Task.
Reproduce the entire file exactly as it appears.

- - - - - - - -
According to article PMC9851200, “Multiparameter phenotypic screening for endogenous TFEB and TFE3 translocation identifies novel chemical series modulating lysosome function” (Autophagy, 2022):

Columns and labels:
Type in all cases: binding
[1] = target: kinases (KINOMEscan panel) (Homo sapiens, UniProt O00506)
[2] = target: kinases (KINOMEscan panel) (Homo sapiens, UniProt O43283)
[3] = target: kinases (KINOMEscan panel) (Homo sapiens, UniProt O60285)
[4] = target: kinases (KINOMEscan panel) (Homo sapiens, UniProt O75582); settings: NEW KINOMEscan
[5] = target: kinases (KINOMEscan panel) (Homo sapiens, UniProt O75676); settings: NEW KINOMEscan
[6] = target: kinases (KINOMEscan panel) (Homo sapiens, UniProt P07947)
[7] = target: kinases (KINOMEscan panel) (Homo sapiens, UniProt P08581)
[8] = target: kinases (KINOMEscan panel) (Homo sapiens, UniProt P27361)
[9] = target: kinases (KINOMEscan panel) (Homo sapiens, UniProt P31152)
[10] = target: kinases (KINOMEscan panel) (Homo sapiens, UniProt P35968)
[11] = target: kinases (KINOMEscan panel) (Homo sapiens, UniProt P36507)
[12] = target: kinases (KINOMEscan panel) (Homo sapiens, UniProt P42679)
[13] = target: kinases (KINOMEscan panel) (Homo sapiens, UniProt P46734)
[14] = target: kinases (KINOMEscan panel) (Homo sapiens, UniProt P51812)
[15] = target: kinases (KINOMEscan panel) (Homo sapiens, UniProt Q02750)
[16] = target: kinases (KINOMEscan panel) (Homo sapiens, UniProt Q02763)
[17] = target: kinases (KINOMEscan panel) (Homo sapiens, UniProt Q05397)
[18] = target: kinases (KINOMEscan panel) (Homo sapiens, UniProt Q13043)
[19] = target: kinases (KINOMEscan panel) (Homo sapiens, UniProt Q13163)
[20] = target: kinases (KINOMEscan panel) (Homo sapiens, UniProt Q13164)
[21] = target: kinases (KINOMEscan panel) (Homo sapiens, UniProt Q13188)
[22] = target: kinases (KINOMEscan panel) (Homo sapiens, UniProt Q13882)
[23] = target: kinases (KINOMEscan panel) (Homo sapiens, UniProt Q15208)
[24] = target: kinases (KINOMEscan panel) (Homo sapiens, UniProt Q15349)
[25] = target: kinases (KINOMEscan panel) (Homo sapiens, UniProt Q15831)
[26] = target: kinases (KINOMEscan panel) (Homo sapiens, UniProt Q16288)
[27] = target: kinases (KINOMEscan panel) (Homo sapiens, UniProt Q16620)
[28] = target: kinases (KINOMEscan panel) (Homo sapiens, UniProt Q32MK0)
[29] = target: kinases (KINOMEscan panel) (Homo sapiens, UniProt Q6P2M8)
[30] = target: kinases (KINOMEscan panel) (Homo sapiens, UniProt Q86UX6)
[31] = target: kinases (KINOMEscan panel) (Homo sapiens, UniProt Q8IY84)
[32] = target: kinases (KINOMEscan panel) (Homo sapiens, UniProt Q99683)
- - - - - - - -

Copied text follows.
According to article PMC9851200, “Multiparameter phenotypic screening for endogenous TFEB and TFE3 translocation identifies novel chemical series modulating lysosome function” (Autophagy, 2022):

Columns and labels:
Type in all cases: binding
[1] = target: kinases (KINOMEscan panel) (Homo sapiens, UniProt O00506)
[2] = target: kinases (KINOMEscan panel) (Homo sapiens, UniProt O43283)
[3] = target: kinases (KINOMEscan panel) (Homo sapiens, UniProt O60285)
[4] = target: kinases (KINOMEscan panel) (Homo sapiens, UniProt O75582); settings: NEW KINOMEscan
[5] = target: kinases (KINOMEscan panel) (Homo sapiens, UniProt O75676); settings: NEW KINOMEscan
[6] = target: kinases (KINOMEscan panel) (Homo sapiens, UniProt P07947)
[7] = target: kinases (KINOMEscan panel) (Homo sapiens, UniProt P08581)
[8] = target: kinases (KINOMEscan panel) (Homo sapiens, UniProt P27361)
[9] = target: kinases (KINOMEscan panel) (Homo sapiens, UniProt P31152)
[10] = target: kinases (KINOMEscan panel) (Homo sapiens, UniProt P35968)
[11] = target: kinases (KINOMEscan panel) (Homo sapiens, UniProt P36507)
[12] = target: kinases (KINOMEscan panel) (Homo sapiens, UniProt P42679)
[13] = target: kinases (KINOMEscan panel) (Homo sapiens, UniProt P46734)
[14] = target: kinases (KINOMEscan panel) (Homo sapiens, UniProt P51812)
[15] = target: kinases (KINOMEscan panel) (Homo sapiens, UniProt Q02750)
[16] = target: kinases (KINOMEscan panel) (Homo sapiens, UniProt Q02763)
[17] = target: kinases (KINOMEscan panel) (Homo sapiens, UniProt Q05397)
[18] = target: kinases (KINOMEscan panel) (Homo sapiens, UniProt Q13043)
[19] = target: kinases (KINOMEscan panel) (Homo sapiens, UniProt Q13163)
[20] = target: kinases (KINOMEscan panel) (Homo sapiens, UniProt Q13164)
[21] = target: kinases (KINOMEscan panel) (Homo sapiens, UniProt Q13188)
[22] = target: kinases (KINOMEscan panel) (Homo sapiens, UniProt Q13882)
[23] = target: kinases (KINOMEscan panel) (Homo sapiens, UniProt Q15208)
[24] = target: kinases (KINOMEscan panel) (Homo sapiens, UniProt Q15349)
[25] = target: kinases (KINOMEscan panel) (Homo sapiens, UniProt Q15831)
[26] = target: kinases (KINOMEscan panel) (Homo sapiens, UniProt Q16288)
[27] = target: kinases (KINOMEscan panel) (Homo sapiens, UniProt Q16620)
[28] = target: kinases (KINOMEscan panel) (Homo sapiens, UniProt Q32MK0)
[29] = target: kinases (KINOMEscan panel) (Homo sapiens, UniProt Q6P2M8)
[30] = target: kinases (KINOMEscan panel) (Homo sapiens, UniProt Q86UX6)
[31] = target: kinases (KINOMEscan panel) (Homo sapiens, UniProt Q8IY84)
[32] = target: kinases (KINOMEscan panel) (Homo sapiens, UniProt Q99683)